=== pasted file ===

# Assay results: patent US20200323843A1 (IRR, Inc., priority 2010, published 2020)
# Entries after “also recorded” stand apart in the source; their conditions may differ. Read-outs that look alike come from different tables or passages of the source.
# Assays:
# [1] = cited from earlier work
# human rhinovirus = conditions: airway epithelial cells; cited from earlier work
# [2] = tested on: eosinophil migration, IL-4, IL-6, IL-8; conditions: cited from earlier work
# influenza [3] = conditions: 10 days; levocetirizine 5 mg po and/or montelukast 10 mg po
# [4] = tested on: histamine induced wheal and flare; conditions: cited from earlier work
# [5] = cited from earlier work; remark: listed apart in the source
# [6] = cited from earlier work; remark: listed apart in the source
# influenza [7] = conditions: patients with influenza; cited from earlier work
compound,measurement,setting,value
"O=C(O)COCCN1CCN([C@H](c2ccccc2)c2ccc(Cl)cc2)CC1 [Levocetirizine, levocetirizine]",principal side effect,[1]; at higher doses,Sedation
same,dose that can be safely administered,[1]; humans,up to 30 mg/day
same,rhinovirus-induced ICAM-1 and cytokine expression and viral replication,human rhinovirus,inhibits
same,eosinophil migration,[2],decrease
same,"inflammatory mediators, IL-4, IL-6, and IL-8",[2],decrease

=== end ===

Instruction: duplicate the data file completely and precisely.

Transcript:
# Assay results: patent US20200323843A1 (IRR, Inc., priority 2010, published 2020)
# Entries after “also recorded” stand apart in the source; their conditions may differ. Read-outs that look alike come from different tables or passages of the source.
# Assays:
# [1] = cited from earlier work
# human rhinovirus = conditions: airway epithelial cells; cited from earlier work
# [2] = tested on: eosinophil migration, IL-4, IL-6, IL-8; conditions: cited from earlier work
# influenza [3] = conditions: 10 days; levocetirizine 5 mg po and/or montelukast 10 mg po
# [4] = tested on: histamine induced wheal and flare; conditions: cited from earlier work
# [5] = cited from earlier work; remark: listed apart in the source
# [6] = cited from earlier work; remark: listed apart in the source
# influenza [7] = conditions: patients with influenza; cited from earlier work
compound,measurement,setting,value
"O=C(O)COCCN1CCN([C@H](c2ccccc2)c2ccc(Cl)cc2)CC1 [Levocetirizine, levocetirizine]",principal side effect,[1]; at higher doses,Sedation
same,dose that can be safely administered,[1]; humans,up to 30 mg/day
same,rhinovirus-induced ICAM-1 and cytokine expression and viral replication,human rhinovirus,inhibits
same,eosinophil migration,[2],decrease
same,"inflammatory mediators, IL-4, IL-6, and IL-8",[2],decrease